• Click the Start button, then All Programs, then Accessories, then right-click Command Prompt, and then click Run as administrator. If you're prompted for an administrator password or confirmation, type the password or provide confirmation.

or

  • Click the Start button. In the search box, type Command Prompt, and then, in the list of results, right-click Command Prompt, and then click Run as administrator. If you're prompted for an administrator password or confirmation, type the password or provide confirmation.

Till then,
Scott

Modifying the default locations of user files and library properties in Windows 7

In this article, I am going to show how to change the default locations of user files and modify the library properties in Windows 7. In a recent article, I showed the default locations for user files in Windows 7. But did you know you can modify them?

You can change the location of the folders in your personal folder (such as My Documents and My Pictures) by redirecting them. For example, if you have a large number of files in your My Documents folder, you might want to store the files on a different hard drive or on a network to free up space on your primary hard drive.

When you redirect a folder to a new location, you change where the folder, as well as the files in the folder, are stored. However, you'll still be able to access the folder the same way you did before you redirected it.

Geek Tip:

  • Instead of redirecting a folder, you might want to consider including a folder in one of your libraries. For example, if you have a large number of pictures, you can store those pictures in a location other than your primary hard drive, then include that location in your Pictures library. For more information, see below.

To redirect a folder to a new location

  1. From the desktop, left-click on the File Explorer icon on the Taskbar or press the Windows logo key Windows logo key + E.
  2. Navigate to C:\Users\your user name\
  3. Right-click the folder that you want to redirect, and then click Properties.
  4. Click the Location tab, and then click Move.
  5. Browse to the location where you want to redirect this folder. You can select another location on this computer, another drive attached to this computer, or another computer on the network. To find a network location, type two backslashes (\\) into the address bar followed by the name of the location where you want to redirect the folder (for example, \\mylaptop), and then press Enter.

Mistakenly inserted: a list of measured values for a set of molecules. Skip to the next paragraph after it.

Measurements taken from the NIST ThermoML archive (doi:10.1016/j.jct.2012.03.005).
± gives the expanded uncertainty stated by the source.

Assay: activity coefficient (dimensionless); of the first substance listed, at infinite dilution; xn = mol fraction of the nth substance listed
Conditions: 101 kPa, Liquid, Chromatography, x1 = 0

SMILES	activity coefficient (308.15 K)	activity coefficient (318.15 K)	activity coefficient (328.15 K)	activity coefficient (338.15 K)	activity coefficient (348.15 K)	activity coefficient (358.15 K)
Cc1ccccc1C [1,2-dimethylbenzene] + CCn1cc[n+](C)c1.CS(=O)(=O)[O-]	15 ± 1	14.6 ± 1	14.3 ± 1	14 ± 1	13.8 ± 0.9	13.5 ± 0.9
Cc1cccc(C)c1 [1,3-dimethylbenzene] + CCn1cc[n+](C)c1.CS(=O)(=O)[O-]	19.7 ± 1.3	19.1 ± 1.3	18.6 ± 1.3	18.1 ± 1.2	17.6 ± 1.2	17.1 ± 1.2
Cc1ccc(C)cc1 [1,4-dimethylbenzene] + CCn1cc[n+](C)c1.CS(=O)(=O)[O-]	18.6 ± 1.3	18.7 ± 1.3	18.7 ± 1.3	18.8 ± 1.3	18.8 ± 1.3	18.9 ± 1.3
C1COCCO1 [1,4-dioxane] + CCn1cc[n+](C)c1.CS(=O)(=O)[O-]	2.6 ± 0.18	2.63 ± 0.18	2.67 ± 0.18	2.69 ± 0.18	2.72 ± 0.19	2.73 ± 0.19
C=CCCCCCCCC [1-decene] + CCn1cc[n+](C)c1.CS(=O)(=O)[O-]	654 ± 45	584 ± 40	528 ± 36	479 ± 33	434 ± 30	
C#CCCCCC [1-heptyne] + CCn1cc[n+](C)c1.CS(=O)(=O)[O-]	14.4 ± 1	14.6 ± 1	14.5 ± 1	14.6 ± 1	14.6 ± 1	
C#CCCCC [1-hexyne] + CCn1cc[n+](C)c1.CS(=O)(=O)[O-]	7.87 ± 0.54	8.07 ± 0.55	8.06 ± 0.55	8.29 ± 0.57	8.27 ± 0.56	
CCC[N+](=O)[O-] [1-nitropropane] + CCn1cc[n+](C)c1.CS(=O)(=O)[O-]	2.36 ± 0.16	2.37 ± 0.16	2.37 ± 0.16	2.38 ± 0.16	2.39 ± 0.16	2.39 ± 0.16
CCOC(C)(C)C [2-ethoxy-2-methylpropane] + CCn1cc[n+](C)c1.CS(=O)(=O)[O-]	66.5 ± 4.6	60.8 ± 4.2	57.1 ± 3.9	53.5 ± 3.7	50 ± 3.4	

6. Click the folder where you want to store the files, click Select Folder, and then click OK.
  7. In the dialog that appears, click Yes to move all the files to the new location.

To restore a folder to its original location

  1. From the desktop, left-click on the File Explorer icon on the Taskbar or press the Windows logo key Windows logo key + E.
  2. Navigate to C:\Users\your user name\
  3. Right-click the folder that you previously redirected and want to restore to its original location, and then click Properties.
  4. Click the Location tab, click Restore Default, and then click OK.
  5. Click Yes to recreate the original folder, and then click Yes again to move all the files back to the original folder.

Note:

  • If you don't see the Location tab in a folder's Properties dialog, then the folder can't be redirected. If you see the Location tab but can't edit the folder path, then you don't have permission to redirect the folder.

We are all familiar with files and folders, but with the release of Windows 7, we now have another way to manage them, Libraries. Libraries are where you go to manage your documents, music, pictures, and other files. You can browse your files the same way you would in a folder, or you can view your files arranged by properties like date, type, and author.

In some ways, a library is similar to a folder. For example, when you open a library, you'll see one or more files. However, unlike a folder, a library gathers files that are stored in several locations. This is a subtle, but important, difference. Libraries don't actually store your items. They monitor folders that contain your items, and let you access and arrange the items in different ways. For instance, if you have music files in folders on your hard disk and on an external drive you can access all of your music files at once using the Music library.

Windows 7 has four default libraries: Documents, Music, Pictures, and Videos. You can also create new libraries.

Here are some ways you can modify an existing library:

  • Include or remove a folder. Libraries gather content from included folders, or library locations. You can include up to 50 folders in one library.
  • Change the default save location. The default save location determines where an item is stored when it's copied, moved, or saved to the library.